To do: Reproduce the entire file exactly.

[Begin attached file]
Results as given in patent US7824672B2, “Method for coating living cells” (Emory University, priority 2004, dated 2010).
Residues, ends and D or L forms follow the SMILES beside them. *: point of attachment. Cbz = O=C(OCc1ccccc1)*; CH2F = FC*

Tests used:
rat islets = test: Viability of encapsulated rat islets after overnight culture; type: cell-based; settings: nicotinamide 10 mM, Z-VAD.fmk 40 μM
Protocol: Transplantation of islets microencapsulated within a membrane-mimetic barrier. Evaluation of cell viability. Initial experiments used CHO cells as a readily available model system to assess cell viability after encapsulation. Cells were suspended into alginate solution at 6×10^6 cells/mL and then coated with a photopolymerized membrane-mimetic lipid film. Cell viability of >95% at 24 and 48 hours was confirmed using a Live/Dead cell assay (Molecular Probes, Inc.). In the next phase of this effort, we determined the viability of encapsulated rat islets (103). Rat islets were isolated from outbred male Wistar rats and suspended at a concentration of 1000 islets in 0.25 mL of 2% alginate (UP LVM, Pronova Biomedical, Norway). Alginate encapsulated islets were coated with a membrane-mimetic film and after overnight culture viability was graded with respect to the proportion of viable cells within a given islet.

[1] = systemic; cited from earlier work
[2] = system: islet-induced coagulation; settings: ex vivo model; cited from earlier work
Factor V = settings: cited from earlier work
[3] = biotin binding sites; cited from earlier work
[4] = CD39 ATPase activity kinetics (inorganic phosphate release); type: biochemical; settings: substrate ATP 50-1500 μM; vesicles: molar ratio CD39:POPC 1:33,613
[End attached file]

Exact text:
Results as given in patent US7824672B2, “Method for coating living cells” (Emory University, priority 2004, dated 2010).
Residues, ends and D or L forms follow the SMILES beside them. *: point of attachment. Cbz = O=C(OCc1ccccc1)*; CH2F = FC*

Tests used:
rat islets = test: Viability of encapsulated rat islets after overnight culture; type: cell-based; settings: nicotinamide 10 mM, Z-VAD.fmk 40 μM
Protocol: Transplantation of islets microencapsulated within a membrane-mimetic barrier. Evaluation of cell viability. Initial experiments used CHO cells as a readily available model system to assess cell viability after encapsulation. Cells were suspended into alginate solution at 6×10^6 cells/mL and then coated with a photopolymerized membrane-mimetic lipid film. Cell viability of >95% at 24 and 48 hours was confirmed using a Live/Dead cell assay (Molecular Probes, Inc.). In the next phase of this effort, we determined the viability of encapsulated rat islets (103). Rat islets were isolated from outbred male Wistar rats and suspended at a concentration of 1000 islets in 0.25 mL of 2% alginate (UP LVM, Pronova Biomedical, Norway). Alginate encapsulated islets were coated with a membrane-mimetic film and after overnight culture viability was graded with respect to the proportion of viable cells within a given islet.

[1] = systemic; cited from earlier work
[2] = system: islet-induced coagulation; settings: ex vivo model; cited from earlier work
Factor V = settings: cited from earlier work
[3] = biotin binding sites; cited from earlier work
[4] = CD39 ATPase activity kinetics (inorganic phosphate release); type: biochemical; settings: substrate ATP 50-1500 μM; vesicles: molar ratio CD39:POPC 1:33,613